Tomatoes, unlike carrots, require regular maintenance throughout their growing season to maximize production. From pruning suckers on young plants to continuously trellising and controlling pests on mature plants, tomatoes take up a lot of attention. This necessity of attention partnered with the management of the many plant diseases and pests that attack tomatoes secures tomatoes in the top spot of the most challenging (and most fun!) crops we grow.
What are the easiest vegetables to grow and why?
Turnips and radishes are great beginner crops that are quick and relatively low maintenance. With a growing period of only 3-5 weeks you can reap what you’ve sown in a hurry! Both these vegetables can tolerate a wide variety of growing conditions making them suitable for most home gardens. Lettuces and other cutting greens (arugula, ect.) are some additional candidates for easiest vegetables to grow!
Thanks to a grant from Fulton County, CNC was able to work with students from Creekview High School and Cogburn Woods Elementary School. Share with us some of the highlights of working with both of these age groups.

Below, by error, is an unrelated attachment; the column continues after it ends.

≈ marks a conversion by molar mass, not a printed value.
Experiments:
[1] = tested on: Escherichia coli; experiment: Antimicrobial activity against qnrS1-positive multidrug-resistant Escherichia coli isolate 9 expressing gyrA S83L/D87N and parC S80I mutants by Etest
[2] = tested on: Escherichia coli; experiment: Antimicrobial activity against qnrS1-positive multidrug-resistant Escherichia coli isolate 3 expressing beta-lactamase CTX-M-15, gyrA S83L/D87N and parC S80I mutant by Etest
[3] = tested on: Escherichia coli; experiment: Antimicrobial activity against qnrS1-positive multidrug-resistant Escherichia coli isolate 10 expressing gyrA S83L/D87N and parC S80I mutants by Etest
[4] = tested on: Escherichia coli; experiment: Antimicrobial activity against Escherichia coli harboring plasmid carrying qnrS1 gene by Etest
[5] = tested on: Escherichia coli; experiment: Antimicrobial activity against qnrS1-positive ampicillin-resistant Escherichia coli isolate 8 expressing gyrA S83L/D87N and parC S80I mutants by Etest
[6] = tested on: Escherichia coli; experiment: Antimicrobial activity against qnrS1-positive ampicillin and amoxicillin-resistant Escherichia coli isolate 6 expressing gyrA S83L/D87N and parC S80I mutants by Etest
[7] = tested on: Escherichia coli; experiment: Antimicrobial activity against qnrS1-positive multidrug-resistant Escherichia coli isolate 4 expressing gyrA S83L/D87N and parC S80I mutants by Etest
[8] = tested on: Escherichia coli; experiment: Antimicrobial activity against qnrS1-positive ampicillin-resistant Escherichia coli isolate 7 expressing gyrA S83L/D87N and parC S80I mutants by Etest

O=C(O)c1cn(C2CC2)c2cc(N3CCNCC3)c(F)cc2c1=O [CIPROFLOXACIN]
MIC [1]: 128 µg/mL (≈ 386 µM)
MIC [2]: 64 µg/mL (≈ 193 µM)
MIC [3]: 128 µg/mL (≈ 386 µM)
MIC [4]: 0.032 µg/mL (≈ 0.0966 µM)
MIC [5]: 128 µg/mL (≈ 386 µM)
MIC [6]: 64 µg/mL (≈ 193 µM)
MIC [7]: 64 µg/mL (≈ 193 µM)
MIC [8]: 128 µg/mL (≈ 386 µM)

The partnership between Creekview, Cogburn Woods and the CNC provided a unique opportunity for us in the Horticulture department to share our knowledge, passion, and enthusiasm of the botanical world with a wide array of students, ranging from 1st grade all the way to high school seniors. At Cogburn Woods Elementary, we aided in the construction and planting of a brand new school garden (a total of 20-raised beds) and participated in the inaugural year of an elementary agricultural pilot program. At Creekside High School, we assisted in the expansion of the pre-existing school garden in addition to working hands-on with students to grow transplants and prepare the growing spaces. However, the main highlight of participating in this partnership was working hands-on with the students and dedicated staff. Being able to work alongside the students as they transplanted vegetables or weeded raised beds facilitated some great learning experiences and established a real connection between the information learned in the classroom and how things actually work in the outside world.